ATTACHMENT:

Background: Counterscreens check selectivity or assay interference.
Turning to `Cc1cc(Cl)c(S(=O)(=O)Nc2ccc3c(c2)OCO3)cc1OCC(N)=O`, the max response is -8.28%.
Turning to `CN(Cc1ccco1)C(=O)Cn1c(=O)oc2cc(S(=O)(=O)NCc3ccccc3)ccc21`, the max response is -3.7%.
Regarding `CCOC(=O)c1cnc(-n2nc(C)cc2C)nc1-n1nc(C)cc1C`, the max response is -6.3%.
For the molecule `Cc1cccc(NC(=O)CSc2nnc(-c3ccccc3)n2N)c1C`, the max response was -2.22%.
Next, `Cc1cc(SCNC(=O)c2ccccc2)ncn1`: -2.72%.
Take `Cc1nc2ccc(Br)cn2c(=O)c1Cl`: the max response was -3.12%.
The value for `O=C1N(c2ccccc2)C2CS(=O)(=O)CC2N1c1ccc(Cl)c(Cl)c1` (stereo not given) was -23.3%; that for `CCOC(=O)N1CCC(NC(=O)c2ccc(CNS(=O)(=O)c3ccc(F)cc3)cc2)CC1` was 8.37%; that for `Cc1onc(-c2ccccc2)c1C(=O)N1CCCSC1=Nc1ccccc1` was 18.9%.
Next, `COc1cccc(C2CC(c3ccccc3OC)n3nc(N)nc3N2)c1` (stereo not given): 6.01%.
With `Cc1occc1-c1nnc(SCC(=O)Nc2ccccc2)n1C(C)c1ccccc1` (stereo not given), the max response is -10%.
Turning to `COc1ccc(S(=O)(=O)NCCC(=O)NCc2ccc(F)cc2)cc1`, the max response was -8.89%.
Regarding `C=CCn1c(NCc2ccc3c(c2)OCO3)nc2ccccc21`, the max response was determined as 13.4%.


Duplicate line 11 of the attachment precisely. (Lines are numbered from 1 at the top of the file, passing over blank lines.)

Turning to `COc1ccc(S(=O)(=O)NCCC(=O)NCc2ccc(F)cc2)cc1`, the max response was -8.89%.